02.Find a project
All for a good cause
The Great Internet Mersenne Prime Search (GIMPS), which looks for Mersenne prime numbers, started in 1996 and was the first volunteer computing project. The other early projects included distributed.net, a security and encryption project, SETI@home, which belongs to the University of California Berkeley to study the search for extraterrestrial life, and Folding@home, a project that looks at the connection between certain diseases and protein folding in the body.
Today there are over 50 active distributed computing projects running at any given time. The projects cover a variety of subjects such as biology, physics and astronomy, mathematics, games, cryptography and earth sciences. If you’re interested in participating, we’ve provided a summary of a few different projects here. In addition, the table has more examples of distributed computing projects you can join.
The Folding@Home project belongs to the Stanford University Medical Center and studies protein folding and related diseases. The project simulates timescales thousands of millions of times longer than previously achieved to reproduce protein folding (and mis-folding) as it happens in the body. Proteins assemble, or fold, before they can carry out many functions in the body. However, when proteins do not fold correctly, it has serious implications for the body and the development of many diseases such as Alzheimer’s, Creutzfeldt-Jakob disease, Lou Gehrig’s disease (also called Amyotrophic Lateral Sclerosis), Parkinson’s disease and cancer.
The Folding@Home project has a number of commercial partners that include Sony and Nvidia, and the site has a wealth of information about the importance of understanding the role of proteins in diseases. The project publishes a detailed list of the results that have been achieved so far. For example, a sub-project was able to predict important mutations on the influenza hemagglutinin protein that affect viral function.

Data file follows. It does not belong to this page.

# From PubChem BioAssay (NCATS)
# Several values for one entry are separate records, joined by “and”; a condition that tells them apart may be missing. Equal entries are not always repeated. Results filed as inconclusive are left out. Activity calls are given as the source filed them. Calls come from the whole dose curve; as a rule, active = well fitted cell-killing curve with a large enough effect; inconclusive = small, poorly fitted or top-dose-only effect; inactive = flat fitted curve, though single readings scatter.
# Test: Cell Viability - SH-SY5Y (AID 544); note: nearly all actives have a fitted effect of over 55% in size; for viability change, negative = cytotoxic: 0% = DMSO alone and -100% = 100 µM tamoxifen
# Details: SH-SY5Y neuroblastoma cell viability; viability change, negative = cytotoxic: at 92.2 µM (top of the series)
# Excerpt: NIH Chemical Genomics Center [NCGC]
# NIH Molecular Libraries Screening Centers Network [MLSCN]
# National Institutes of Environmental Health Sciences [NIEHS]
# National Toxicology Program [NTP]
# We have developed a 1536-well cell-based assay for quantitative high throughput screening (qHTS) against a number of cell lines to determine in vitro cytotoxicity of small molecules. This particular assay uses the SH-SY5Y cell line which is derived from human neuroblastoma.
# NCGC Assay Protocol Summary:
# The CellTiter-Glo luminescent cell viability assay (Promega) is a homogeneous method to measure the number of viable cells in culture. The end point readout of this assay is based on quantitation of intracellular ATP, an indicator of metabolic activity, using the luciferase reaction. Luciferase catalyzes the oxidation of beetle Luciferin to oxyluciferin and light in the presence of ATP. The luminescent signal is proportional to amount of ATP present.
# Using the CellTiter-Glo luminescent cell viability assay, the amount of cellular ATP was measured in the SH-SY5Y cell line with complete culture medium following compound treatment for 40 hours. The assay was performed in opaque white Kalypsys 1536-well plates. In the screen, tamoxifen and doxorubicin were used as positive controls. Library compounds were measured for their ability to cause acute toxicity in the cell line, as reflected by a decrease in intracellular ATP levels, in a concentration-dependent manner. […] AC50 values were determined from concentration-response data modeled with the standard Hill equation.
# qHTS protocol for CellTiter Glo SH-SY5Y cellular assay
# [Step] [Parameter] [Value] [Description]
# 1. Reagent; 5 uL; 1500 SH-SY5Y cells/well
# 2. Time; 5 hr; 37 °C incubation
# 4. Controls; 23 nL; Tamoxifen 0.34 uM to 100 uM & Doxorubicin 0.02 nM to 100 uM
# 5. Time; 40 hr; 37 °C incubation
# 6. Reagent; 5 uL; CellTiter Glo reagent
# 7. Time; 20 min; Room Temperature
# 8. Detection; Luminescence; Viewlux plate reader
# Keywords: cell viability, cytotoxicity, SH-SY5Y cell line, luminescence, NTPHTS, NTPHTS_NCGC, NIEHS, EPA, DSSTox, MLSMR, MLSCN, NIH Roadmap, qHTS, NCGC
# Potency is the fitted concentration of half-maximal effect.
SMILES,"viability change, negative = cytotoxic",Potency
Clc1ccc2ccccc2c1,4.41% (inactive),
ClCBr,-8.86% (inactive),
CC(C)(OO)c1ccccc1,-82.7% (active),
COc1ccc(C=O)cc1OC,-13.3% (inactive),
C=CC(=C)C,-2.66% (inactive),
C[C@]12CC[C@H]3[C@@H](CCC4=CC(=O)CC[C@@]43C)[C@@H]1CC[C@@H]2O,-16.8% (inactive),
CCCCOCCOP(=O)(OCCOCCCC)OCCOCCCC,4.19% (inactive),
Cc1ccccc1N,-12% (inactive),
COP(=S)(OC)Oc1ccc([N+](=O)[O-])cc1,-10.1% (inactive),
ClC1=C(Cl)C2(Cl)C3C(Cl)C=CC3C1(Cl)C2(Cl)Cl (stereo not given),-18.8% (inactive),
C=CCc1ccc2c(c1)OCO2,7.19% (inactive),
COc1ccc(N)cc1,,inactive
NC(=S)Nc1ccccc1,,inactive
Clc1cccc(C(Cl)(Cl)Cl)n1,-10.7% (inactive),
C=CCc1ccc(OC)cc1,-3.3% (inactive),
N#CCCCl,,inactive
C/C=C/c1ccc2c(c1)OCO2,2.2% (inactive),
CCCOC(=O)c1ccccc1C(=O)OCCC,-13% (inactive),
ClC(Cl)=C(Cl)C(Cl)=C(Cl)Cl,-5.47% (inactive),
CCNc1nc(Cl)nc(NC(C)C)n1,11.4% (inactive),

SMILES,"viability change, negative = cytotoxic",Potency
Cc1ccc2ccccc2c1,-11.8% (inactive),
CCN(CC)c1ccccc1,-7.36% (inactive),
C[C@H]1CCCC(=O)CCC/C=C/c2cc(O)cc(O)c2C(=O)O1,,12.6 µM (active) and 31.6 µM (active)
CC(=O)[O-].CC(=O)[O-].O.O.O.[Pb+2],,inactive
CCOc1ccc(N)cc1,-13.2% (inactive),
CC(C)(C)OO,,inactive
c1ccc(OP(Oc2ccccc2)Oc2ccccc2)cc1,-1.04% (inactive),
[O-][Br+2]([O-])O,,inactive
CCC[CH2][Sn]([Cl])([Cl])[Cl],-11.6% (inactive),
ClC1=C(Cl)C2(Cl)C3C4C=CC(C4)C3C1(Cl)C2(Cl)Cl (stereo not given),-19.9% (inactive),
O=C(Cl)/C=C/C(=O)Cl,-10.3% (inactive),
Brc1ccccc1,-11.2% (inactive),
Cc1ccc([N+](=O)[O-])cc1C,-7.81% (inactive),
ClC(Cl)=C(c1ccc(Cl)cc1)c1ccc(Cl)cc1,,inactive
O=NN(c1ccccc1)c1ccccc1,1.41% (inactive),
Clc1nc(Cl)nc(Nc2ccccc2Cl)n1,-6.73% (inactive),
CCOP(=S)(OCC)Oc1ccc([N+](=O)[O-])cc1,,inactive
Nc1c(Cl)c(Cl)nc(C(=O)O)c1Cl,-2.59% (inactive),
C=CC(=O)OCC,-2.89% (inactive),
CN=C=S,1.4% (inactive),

This project was founded in 1997 and the main aim is to work out the Optimal Golomb Ruler (OGR). A Golomb ruler is a set of non-negative integers having no two pairs that differ by equal amounts. (It makes it easier to picture the integers as marks on a conceptual ruler — hence the name.) A Golomb ruler with n marks is optimal if it’s the shortest ruler with that many marks. As n increases, it becomes exponentially more difficult to work out the optimal OGR. The distributed.net project needs the computing power of volunteers to help find OGRs with 24 and more marks. Solving the OGR has a range of applications including sensor placements for x-ray crystallography and radio astronomy. Golomb rulers can also play a significant role in coding theory and communications.
The distributed.net project has also worked on unlocking a number of keys that are used for internet encryption. For example, participants have unlocked a series of messages that have been encrypted as part of the RSA Laboratories Secret Key Challenge. Each processing unit can typically be finished in around 30 minutes.